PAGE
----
Traveling in time is something many people dream of. Can it really be done? Is it possible? What is the nature of time?
We are all placed in a three-dimensional reality, where each of the three dimensions cross each other in a central point. The Maharal from
describes this in a different language. He talks about six directions rather than three dimensions. The central point in his thinking is an additional and separate reality — the most important seventh measurement from where our world and our perception of it starts. Prague
Our world is located in this seventh point, with each one of us the center of our own universe. Naturally, the number seven became special in this vision of the reality, the number seven became a holy number.
According to Chazal, just as physical reality is creation, time is a creation. Just as the physical world has outer reality, so does time. In higher reality, time does not exist. It was given to us as one of the elements that are necessary in order for us to exercise our freedom of choice, our bechirah.
We can travel in the physical world in all directions, being limited only by the laws of physics. With time, the story is entirely different. There are three components of time defined by man — past, present, and future. We can travel back in time with our mind, but not with our body. We can travel to the future with our body, as the present is always moving in that direction, but our mind is much more limited in traveling to the future. Presence — we are always there.
As our presence moves on, forward, we frequently come to the same point of time, as it was described by the great chachamim. Our movement in time resembles a spiral or coil, where we come to the same places of time, called by different names in the Jewish calendar. In other words, the nature of time is circular, not straight, coming again and again to the same stations on the “road.”
This past week the “train” of our presence approached the part of the road known to us as Chodesh Elul — the month of Elul. Elul is a month of preparation for the great day of Teriah, of shofar-blowing, on the first days of Tishrei and then on Yom Hakippurim — the Day of Atonement.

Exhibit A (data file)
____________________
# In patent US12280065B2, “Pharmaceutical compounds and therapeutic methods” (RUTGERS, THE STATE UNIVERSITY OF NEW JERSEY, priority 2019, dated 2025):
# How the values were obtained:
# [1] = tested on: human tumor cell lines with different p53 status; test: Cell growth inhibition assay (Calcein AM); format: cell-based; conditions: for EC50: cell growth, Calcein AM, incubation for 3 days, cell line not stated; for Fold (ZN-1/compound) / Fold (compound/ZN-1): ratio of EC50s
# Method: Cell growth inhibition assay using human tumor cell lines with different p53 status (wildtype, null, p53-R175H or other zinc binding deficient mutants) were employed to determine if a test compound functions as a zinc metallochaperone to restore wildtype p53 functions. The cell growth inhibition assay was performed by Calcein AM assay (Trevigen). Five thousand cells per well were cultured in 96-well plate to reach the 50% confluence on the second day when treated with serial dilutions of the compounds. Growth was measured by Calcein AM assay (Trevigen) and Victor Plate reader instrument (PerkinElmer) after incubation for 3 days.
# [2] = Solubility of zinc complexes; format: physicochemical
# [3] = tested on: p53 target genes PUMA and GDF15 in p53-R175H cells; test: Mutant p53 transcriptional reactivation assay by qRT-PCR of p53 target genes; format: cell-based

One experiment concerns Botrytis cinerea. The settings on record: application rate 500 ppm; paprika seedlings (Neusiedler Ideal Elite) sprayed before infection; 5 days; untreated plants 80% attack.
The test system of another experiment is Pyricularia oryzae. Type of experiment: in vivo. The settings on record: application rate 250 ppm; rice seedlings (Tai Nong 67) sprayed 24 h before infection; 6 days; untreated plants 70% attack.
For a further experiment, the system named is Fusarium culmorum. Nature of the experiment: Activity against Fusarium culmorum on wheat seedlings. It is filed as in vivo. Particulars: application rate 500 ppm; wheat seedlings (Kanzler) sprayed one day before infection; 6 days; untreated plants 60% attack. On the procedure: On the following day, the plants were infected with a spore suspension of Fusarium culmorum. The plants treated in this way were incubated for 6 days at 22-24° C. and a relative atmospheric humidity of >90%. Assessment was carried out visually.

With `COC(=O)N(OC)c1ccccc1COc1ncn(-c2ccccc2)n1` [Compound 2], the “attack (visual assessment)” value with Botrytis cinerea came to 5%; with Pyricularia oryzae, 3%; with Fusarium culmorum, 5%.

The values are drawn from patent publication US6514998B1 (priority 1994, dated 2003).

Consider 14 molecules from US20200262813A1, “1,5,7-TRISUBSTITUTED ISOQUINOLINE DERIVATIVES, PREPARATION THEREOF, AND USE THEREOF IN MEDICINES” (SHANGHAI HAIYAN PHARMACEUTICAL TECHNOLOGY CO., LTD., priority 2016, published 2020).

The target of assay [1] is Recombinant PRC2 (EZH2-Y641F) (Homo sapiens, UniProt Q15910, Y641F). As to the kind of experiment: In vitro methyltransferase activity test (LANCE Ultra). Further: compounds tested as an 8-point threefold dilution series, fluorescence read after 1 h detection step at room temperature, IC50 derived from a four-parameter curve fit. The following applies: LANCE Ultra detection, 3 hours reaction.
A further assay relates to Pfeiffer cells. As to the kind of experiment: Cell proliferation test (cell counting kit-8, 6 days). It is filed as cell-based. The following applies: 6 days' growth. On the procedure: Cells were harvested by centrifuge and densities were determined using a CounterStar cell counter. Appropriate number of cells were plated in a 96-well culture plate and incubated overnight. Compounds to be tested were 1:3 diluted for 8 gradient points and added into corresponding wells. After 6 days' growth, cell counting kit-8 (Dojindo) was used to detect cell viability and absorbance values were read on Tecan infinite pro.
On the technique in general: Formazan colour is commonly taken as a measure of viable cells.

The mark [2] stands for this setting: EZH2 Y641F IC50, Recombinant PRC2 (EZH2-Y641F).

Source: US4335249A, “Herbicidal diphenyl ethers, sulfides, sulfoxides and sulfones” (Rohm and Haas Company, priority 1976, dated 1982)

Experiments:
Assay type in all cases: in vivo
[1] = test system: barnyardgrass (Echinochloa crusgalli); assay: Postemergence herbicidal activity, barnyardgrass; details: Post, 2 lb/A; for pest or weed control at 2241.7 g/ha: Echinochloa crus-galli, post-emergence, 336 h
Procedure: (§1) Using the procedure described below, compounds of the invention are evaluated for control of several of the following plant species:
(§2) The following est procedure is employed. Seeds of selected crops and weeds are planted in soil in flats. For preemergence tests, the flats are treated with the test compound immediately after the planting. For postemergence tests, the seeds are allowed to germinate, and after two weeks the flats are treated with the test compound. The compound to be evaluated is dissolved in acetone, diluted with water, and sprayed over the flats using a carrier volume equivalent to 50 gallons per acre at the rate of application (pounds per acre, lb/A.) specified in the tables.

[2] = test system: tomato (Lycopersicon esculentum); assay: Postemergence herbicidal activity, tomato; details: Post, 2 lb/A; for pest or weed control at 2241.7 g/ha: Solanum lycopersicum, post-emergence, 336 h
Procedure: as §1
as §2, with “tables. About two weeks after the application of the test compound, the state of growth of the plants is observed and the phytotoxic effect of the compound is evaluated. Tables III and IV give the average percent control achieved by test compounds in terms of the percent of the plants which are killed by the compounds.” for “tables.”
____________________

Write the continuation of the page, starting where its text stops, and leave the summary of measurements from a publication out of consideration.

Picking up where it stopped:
On these days, even the fish in
Hudson River shake in awe of the Creator, and every Jew prepares for the days of great cheshbon hanefesh, where our sins will be counted, even if we don’t like for them to be counted. How our next year turns out, what awaits us in this part of time between this Rosh HaShanah and the next one, will be result of these calculations.
But didn’t we say than time is just one of the creations, and if it is then certainly the Creator of it is above all of it? Doesn’t He know already, billions of Rosh HaShanahs (if there would be so many) before, what will we do and how we will ask for atonement for our sins? Indeed, He knows and yet it is entirely our free will to do His will or, chas v’chalila, not to do it. It is our own cheshbon hanefesh that causes us to ask for forgiveness and promise to ourselves and our Creator that next year we will be better.
What then is Hashem counting? Nothing. He has it all calculated for us. The part of the road called “Elul” and the stations of Rosh HaShanah and Yom Kippur were created for us like everything else, and not for Him.
Last week we were reading three psukim of Torah where all the “cards” were placed on the “table.” We were told what is expected from us, what is good for us, and which direction we should chose.
“Now, O Yisroel, what does Hashem, your G-d, ask of you? Only to fear Hashem.”
See Him, be aware of Him, have Him in your conscience and be in awe of Him always. Be aware of Him whatever you do and wherever you are, in all you activities, at all times “go in all His ways, and love Him with all your heart and all your soul.” Whatever and wherever you do anything do it “observing His commandments and decrees for your benefit.” “Your benefit, not Mine,” says Hashem. “You harm yourself or your fellow Jews by not observing what I told you. You are proving your own stupidity by disobedience and it bring no essential harm to Me; what I am telling you is only for your own benefit.” He is above Heaven and Heaven of Heavens, continues the pasuk. It is we who are in the center of this creation and all of this was created only for us from His Love. How can we forget this? How can we?